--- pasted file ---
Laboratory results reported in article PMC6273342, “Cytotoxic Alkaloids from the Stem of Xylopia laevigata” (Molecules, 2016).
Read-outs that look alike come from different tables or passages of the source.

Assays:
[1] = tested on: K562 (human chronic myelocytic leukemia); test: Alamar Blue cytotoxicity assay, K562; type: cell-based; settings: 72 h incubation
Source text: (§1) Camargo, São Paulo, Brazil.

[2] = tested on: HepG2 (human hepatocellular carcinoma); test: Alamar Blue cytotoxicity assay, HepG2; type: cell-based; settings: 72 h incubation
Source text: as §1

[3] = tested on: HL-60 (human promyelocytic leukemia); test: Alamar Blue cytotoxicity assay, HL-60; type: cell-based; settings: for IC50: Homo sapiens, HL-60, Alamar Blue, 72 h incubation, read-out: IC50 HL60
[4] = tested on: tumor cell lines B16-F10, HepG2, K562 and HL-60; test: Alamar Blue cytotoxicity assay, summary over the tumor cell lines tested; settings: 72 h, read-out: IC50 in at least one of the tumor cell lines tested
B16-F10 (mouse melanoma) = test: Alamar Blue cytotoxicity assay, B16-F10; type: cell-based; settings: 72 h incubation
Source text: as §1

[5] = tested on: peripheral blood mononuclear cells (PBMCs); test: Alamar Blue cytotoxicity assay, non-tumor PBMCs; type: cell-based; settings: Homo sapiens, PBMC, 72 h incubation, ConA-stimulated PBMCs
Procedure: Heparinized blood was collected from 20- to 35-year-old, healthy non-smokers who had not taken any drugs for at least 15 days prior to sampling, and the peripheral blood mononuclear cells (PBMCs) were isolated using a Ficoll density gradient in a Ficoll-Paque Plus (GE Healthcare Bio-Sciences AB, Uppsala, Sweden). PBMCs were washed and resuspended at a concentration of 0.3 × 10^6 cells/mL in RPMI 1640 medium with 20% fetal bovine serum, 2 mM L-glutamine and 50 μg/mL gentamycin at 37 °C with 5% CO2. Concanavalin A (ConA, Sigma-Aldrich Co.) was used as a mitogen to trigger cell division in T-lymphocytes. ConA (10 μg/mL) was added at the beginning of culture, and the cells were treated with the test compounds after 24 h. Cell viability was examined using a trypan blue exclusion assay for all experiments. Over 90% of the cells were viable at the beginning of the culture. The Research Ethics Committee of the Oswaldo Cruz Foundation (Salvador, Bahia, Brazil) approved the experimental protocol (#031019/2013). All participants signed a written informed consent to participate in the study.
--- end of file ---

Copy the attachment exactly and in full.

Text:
Laboratory results reported in article PMC6273342, “Cytotoxic Alkaloids from the Stem of Xylopia laevigata” (Molecules, 2016).
Read-outs that look alike come from different tables or passages of the source.

Assays:
[1] = tested on: K562 (human chronic myelocytic leukemia); test: Alamar Blue cytotoxicity assay, K562; type: cell-based; settings: 72 h incubation
Source text: (§1) Camargo, São Paulo, Brazil.

[2] = tested on: HepG2 (human hepatocellular carcinoma); test: Alamar Blue cytotoxicity assay, HepG2; type: cell-based; settings: 72 h incubation
Source text: as §1

[3] = tested on: HL-60 (human promyelocytic leukemia); test: Alamar Blue cytotoxicity assay, HL-60; type: cell-based; settings: for IC50: Homo sapiens, HL-60, Alamar Blue, 72 h incubation, read-out: IC50 HL60
[4] = tested on: tumor cell lines B16-F10, HepG2, K562 and HL-60; test: Alamar Blue cytotoxicity assay, summary over the tumor cell lines tested; settings: 72 h, read-out: IC50 in at least one of the tumor cell lines tested
B16-F10 (mouse melanoma) = test: Alamar Blue cytotoxicity assay, B16-F10; type: cell-based; settings: 72 h incubation
Source text: as §1

[5] = tested on: peripheral blood mononuclear cells (PBMCs); test: Alamar Blue cytotoxicity assay, non-tumor PBMCs; type: cell-based; settings: Homo sapiens, PBMC, 72 h incubation, ConA-stimulated PBMCs
Procedure: Heparinized blood was collected from 20- to 35-year-old, healthy non-smokers who had not taken any drugs for at least 15 days prior to sampling, and the peripheral blood mononuclear cells (PBMCs) were isolated using a Ficoll density gradient in a Ficoll-Paque Plus (GE Healthcare Bio-Sciences AB, Uppsala, Sweden). PBMCs were washed and resuspended at a concentration of 0.3 × 10^6 cells/mL in RPMI 1640 medium with 20% fetal bovine serum, 2 mM L-glutamine and 50 μg/mL gentamycin at 37 °C with 5% CO2. Concanavalin A (ConA, Sigma-Aldrich Co.) was used as a mitogen to trigger cell division in T-lymphocytes. ConA (10 μg/mL) was added at the beginning of culture, and the cells were treated with the test compounds after 24 h. Cell viability was examined using a trypan blue exclusion assay for all experiments. Over 90% of the cells were viable at the beginning of the culture. The Research Ethics Committee of the Oswaldo Cruz Foundation (Salvador, Bahia, Brazil) approved the experimental protocol (#031019/2013). All participants signed a written informed consent to participate in the study.